As mentioned previously, the contactor 60 separates the mixture of oil and solvent into a cleaned oil stream which leaves the contactor through conduit 64 and a stream of solvent and contaminates which leaves the contactor through a conduit 110. The solvent and contaminate mixture passes through a flexible conduit 112 and a one-way check valve 114.
If desired, the temperature of the water with contaminates can be reduced by mixing an additional quenching water through conduit 116. The water which has been quenched passes through conduit 117 where its pressure is measured by gauge 118. The water passes through a manual valve 36 and through a check valve 120 which is controlled by a pressure transducer 122. The water temperature is tested by a resistance temperature device 124. The pressure and temperature of the water is measured by gauges 126 and 128. The water than flows through a pressure control valve 130 the water moves through a sight glass 132 and is discharged by a valve 36 which may be manually controlled.
At various locations in the apparatus, the sample of the fluid may be removed via a conduit labeled sample and controlled by a manual control valve 36.
The quenching water conduit 140 supplies quenching water through a valve 36, a rotameter 142 and a flow meter 144 which controls control valve 146. The water passes through a manual valve 36 and through a one-way check valve 148 into conduit 116 and is in turn mixed with water at an elevated temperature which comes from contactor 60.
Referring to FIGS. 2-4, the centrifugal contactor utilized in the equipment and process of the present invention and is a conventional centrifugal separating device such as that described in "Advances In Centrifugal Extraction", Chemical Engineering Progress, (Volume 61, No. 5, May, 1965; "Multiple Functions In A Centrifgual Extractor", Chemical Engineering Progress, (Volume 62, No. 8, August, 1966); and, "Improving Performance of Centrifugal Extractors", Chemical Engineering, July 24, 1972. Essentially, the contactor includes a means for placing liquids having different specific gravities in the contactor, rotating the contactor at relatively high speeds, and separating the liquid having a higher specific gravity from a liquid having a lower specific gravity. A conventional contactor, as shown in FIG. 2, includes a body 150 which rotates about an axis 152. The contactor includes an internal chamber 154 having a plurality of baffles 156 for separating and mixing the liquid in the chamber 154. The contactor includes two inlet ports 158 and 160. The contactor also includes an exit port 162 for relatively heavy liquids and has an exit port 164 for relatively light liquids. In the case of the contactor shown in FIG. 1, only one inlet port is used because the oil and solvent are mixed prior to introduction into the contactor.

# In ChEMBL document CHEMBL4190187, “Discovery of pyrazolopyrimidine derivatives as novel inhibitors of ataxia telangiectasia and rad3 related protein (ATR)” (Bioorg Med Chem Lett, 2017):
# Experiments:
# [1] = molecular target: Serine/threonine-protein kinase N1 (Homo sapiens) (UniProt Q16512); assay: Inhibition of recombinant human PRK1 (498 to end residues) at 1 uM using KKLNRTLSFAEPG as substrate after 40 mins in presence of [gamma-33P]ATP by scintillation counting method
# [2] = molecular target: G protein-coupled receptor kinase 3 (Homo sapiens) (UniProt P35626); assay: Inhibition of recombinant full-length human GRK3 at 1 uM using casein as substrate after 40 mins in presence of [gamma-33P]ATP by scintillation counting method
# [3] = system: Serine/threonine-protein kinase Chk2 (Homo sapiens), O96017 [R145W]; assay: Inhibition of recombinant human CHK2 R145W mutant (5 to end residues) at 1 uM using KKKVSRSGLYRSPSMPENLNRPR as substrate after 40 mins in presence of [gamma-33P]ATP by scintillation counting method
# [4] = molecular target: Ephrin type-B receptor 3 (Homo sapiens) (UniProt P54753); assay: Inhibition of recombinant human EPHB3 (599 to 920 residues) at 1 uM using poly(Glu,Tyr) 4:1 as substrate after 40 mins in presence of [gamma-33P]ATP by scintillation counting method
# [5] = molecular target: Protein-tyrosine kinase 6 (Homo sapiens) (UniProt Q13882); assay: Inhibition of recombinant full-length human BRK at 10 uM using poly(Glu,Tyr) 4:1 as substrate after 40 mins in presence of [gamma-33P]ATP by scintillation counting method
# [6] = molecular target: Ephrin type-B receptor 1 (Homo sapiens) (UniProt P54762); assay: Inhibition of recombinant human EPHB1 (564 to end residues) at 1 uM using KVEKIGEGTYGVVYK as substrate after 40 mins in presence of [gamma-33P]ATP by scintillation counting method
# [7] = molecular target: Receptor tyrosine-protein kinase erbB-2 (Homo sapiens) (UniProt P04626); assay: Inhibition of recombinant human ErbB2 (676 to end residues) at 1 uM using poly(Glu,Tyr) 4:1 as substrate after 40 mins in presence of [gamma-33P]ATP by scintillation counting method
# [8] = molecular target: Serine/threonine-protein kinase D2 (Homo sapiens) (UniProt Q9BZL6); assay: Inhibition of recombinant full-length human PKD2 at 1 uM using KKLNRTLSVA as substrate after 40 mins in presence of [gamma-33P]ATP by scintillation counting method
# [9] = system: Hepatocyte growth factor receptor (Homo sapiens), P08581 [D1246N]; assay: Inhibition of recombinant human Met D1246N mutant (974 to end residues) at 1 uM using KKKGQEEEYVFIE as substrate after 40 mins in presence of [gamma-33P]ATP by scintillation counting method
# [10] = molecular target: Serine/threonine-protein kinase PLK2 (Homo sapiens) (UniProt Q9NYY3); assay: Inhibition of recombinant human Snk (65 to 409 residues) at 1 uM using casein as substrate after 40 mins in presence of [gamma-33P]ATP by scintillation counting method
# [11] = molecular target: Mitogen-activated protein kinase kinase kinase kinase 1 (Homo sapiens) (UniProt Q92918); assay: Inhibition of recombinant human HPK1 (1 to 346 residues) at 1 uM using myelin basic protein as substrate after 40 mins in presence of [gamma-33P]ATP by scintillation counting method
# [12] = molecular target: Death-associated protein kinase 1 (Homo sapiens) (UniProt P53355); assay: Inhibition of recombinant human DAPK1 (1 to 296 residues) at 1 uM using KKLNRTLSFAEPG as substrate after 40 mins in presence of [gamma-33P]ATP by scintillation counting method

During the course of operation of the contactor, the oil, which has a specific gravity less than water, exits through exit port 164 whereas the water exits through port 162. The port 162 corresponds to conduit 110 in FIG. 1. The exit port 164 corresponds with conduit 64 in FIG. 1.
As shown schematically in FIG. 4, the oil and the water mixture 170 is directed into cavity 154. As the contactor rotates, the oil is driven to the interior of the chamber 154 and through an outlet port. The cleaned oil is indicated at reference character 172. The solvent containing contaminates is heavier and moves to radially outwardly. The solvent and contaminates are indicated at 174.
Referring to FIGS. 2 and 3, an alternative form of the invention is shown wherein the water 178 is introduced through conduit 158 and the oil 180 is introduced through conduit 160. The contactor serves not only as a separator but also as a contactor and mixer. As the oil moves through the water, the contaminates and the oil are transferred to the water and preferably become soluble in the water. The water and contaminates exit through exit port 162 to provide a stream of contaminated solvent 182. The cleaned oil stream exits through port 164 to provide a cleaned oil stream 184.
As can be appreciated from reviewing FIGS. 1-4, the oil at an elevated temperature is maintained at a pressure above atmospheric pressure when it is mixed with the water, during separation in the contactor, and during egress from the contactor until the cleaned oil reaches a flash chamber, where trace of amounts of the water can be safely vaporized from the oil.